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In the study, researchers assessed the metabolic profiles of subjects with non-alcoholic fatty liver disease (NAFLD) and found that supplementation with Meriva may improve the subjects’ health status.
A recent clinical trial, published in Drug Research,1 indicates that curcumin, in the form of Indena’s (Milan) proprietary, bioavailable ingredient Meriva, has the potential to improve liver health in subjects with non-alcoholic fatty liver disease (NAFLD). In the study, researchers assessed the metabolic profiles of subjects with NAFLD using multiple liver parameters and found that supplementation with Meriva may improve the subjects’ health status. Specifically, the researchers found that Meriva helped to reduce subjects’ body mass index (BMI), waist circumference, serum levels of aspartate aminotransferase (AST) and alanine aminotransferase (ALT), total cholesterol, LDL cholesterol, triglycerides, and non-high-density lipoprotein cholesterol. The company says that this randomized, controlled study is “the first clinical study investigating the effects, efficacy, and safety of curcumin phytosome supplementation in fatty liver disorders.”
NAFLD is characterized by excess lipid deposition in the hepatic tissues of the liver, leading to oxidation and inflammation. Curcumin is a dietary polyphenol with purported antioxidant, lipid-modifying, and anti-inflammatory properties. As Antonella Riva, product research manager, Indena, noted in a press release: “Non-alcoholic fatty liver disease is the most common chronic liver disorder in the Western countries, affecting 30% of the general adult population [and] up to 60%-70% [of] diabetic and obese patients.”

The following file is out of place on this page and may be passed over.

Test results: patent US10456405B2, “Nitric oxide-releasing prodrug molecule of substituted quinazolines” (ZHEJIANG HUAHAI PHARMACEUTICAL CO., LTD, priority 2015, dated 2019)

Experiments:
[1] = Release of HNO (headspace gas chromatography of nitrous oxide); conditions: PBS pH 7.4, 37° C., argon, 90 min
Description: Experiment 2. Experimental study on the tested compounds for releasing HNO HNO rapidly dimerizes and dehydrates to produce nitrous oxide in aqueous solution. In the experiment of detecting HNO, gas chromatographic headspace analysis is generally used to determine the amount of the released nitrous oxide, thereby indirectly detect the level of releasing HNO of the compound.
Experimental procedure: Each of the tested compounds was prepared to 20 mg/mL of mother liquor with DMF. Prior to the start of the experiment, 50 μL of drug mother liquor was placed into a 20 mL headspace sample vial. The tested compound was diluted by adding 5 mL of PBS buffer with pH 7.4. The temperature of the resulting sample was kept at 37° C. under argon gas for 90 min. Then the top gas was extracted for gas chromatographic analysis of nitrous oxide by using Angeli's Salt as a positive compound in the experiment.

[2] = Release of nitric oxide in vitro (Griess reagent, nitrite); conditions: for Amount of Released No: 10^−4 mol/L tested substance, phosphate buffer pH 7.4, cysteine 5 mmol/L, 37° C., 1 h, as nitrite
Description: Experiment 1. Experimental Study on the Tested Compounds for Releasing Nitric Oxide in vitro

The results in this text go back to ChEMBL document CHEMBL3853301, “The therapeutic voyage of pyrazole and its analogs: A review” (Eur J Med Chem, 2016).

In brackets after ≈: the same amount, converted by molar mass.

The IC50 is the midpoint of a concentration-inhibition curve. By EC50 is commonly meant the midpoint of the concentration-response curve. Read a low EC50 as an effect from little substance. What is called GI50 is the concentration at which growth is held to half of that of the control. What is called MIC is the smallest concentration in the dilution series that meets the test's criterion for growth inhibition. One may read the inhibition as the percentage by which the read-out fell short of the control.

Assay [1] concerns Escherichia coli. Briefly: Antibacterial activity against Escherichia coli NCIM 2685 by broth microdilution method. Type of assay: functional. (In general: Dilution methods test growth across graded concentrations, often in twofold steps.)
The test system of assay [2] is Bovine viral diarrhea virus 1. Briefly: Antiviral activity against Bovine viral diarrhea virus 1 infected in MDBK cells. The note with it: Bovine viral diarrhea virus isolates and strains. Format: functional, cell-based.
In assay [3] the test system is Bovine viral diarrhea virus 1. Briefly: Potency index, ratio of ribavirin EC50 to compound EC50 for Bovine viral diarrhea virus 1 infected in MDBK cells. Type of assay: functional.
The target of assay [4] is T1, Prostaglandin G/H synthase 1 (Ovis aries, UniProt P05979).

Eighty-six patients with varying grades of NAFLD (grades 1-3, according to liver ultrasonography) were recruited for this study. For a period of eight weeks, the subjects were given a daily supplement of either 1,000 mg/day of Meriva curcumin in phytosome form (in two 500-mg capsules), or the equivalent dosage of a placebo. At baseline, researchers measured subjects’ height, weight, and BMI. In addition, the study authors collected fasting blood samples both at baseline and after the eight-week study period. Liver fat content and severity of hepatic steatosis were also evaluated at baseline and eight weeks using a Mindray DC-8 diagnostic ultrasound system.
While the study authors did not observe major differences between the groups in terms of blood pressure, supplementation with the curcumin ingredient was associated with significant reductions in other liver markers. Most significantly, the group supplemented with Meriva showed significant reductions in BMI and waist circumference, compared to the placebo group. Liver health was improved for the Meriva group as well, with an increase in hepatic vein flow, a reduction of portal vein diameter and liver volume, and reduced serum levels of AST and ALT. In addition, curcumin was found to be safe and well-tolerated, with no adverse events reported in the study.
Overall, the study authors said, the results indicate that phytosomal curcumin shows great promise for helping to reduce the parameters associated with fatty liver disease. Riva added: “The positive results we obtained show that our bioavailable curcumin formulation may help to improve the health status in these subjects.”